Mapping a vision

  • Salt Dreams, text by William deBuys and photographs by Joan Myers, University of New Mexico Press, Albuquerque, 1999. Hardcover: $35. 307 pages.

  Although local environmental groups often know their immediate surroundings in detail, there's a bigger picture available. The State of the Southern Rockies Ecosystem, a report released by the Nederland, Colo.-based Southern Rockies Ecosystem Project, inventories much of three states - Colorado, northern New Mexico and southern Wyoming - that compose an ecoregion, an area with relatively consistent patterns of geology, vegetation and climate.


Using Geographic Information Systems mapping technology, SREP, a nonprofit member organization, located areas critical to the ecoregion's health and biodiversity. The report's maps pinpoint hotspots for urban growth, loss of old-growth forest and endemic species, and overgrazing on public lands; its authors recommend solutions that promote the integrity of the area's native species and their habitat.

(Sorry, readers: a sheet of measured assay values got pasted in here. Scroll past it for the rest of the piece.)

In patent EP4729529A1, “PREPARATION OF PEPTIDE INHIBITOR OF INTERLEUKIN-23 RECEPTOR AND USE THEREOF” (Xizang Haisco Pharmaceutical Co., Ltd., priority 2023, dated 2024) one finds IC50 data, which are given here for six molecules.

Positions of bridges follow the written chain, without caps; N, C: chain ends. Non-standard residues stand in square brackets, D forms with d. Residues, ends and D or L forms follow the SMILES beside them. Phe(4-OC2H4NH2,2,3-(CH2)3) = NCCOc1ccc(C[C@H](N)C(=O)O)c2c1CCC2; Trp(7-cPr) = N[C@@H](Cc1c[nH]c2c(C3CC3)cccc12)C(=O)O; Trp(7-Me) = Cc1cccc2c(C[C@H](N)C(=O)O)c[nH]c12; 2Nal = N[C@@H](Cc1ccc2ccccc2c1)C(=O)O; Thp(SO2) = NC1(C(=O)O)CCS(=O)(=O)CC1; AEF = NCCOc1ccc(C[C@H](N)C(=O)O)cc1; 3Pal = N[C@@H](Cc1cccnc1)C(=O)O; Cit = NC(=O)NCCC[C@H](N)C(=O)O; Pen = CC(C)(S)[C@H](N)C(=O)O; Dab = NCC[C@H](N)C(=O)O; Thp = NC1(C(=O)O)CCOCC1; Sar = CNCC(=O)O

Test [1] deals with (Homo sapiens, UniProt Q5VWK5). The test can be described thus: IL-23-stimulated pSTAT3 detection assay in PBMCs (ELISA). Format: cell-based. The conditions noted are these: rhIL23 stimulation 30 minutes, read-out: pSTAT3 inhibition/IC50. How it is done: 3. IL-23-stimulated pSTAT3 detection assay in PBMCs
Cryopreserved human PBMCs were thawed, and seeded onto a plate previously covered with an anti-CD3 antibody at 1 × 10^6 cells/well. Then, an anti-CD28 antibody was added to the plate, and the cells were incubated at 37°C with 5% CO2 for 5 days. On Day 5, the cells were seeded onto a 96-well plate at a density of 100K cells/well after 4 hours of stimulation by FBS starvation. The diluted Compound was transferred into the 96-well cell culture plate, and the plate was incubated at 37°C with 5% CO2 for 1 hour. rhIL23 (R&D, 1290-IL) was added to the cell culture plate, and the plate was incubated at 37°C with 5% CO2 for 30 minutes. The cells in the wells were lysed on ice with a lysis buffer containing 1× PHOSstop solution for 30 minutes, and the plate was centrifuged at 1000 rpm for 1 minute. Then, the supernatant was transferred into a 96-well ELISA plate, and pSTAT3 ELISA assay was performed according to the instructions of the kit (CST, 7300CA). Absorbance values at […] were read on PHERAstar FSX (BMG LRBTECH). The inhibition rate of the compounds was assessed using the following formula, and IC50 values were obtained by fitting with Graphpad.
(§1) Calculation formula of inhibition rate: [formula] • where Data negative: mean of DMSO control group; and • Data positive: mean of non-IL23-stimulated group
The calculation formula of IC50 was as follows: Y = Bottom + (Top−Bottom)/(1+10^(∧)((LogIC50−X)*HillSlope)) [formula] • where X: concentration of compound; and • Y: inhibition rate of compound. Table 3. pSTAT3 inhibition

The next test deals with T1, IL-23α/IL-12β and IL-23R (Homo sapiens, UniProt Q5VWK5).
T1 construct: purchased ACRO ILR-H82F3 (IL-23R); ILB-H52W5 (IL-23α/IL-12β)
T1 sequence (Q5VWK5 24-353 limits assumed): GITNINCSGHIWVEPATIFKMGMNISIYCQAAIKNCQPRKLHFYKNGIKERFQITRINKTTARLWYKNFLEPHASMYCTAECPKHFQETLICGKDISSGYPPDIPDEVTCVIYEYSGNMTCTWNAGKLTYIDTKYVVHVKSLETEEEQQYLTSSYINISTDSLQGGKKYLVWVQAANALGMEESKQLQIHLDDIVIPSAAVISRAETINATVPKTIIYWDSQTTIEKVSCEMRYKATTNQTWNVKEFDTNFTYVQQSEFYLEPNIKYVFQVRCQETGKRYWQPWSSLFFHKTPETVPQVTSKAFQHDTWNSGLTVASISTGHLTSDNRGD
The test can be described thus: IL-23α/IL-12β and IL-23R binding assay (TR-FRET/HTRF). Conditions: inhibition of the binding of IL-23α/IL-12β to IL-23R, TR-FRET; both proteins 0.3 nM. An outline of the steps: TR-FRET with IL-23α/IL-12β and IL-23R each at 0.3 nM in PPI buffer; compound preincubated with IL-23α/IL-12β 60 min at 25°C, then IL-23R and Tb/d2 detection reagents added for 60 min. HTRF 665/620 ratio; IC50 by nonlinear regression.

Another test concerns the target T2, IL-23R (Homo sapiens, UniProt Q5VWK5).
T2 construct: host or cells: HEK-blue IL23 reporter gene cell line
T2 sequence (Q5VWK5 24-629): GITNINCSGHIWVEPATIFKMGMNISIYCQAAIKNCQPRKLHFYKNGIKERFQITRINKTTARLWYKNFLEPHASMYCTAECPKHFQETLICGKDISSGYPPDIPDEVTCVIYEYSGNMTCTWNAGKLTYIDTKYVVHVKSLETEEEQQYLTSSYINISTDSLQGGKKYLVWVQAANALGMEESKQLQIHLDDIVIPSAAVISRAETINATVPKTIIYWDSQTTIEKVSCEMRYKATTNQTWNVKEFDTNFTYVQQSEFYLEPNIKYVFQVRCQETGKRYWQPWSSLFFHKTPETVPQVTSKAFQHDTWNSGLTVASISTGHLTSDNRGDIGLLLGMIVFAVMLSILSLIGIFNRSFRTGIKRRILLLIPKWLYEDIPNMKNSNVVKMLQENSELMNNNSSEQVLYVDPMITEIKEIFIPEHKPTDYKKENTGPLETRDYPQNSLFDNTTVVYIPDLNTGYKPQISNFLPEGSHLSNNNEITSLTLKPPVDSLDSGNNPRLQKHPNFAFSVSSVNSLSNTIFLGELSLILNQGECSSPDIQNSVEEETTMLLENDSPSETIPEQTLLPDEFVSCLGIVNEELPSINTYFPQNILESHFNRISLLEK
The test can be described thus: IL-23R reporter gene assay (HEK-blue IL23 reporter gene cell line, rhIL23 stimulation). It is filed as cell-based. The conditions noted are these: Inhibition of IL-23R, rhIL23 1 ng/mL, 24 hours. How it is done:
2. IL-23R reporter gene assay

The project's director, Doug Shinneman, says the report gives local conservation groups access to the larger picture they may need to make the right decisions, telling them, for instance, if a critical wildlife corridor runs through their area. "People are already using (the report) as a resource," says Shinneman, citing orders from both local environmental groups and government officials.


The 137-page The State of the Southern Rockies costs $40 from the Southern Rockies Ecosystem Project at P.O. Box 1182, Nederland, CO 80466 (303/258-0433). It is available for download at csf.colorado.edu/srep.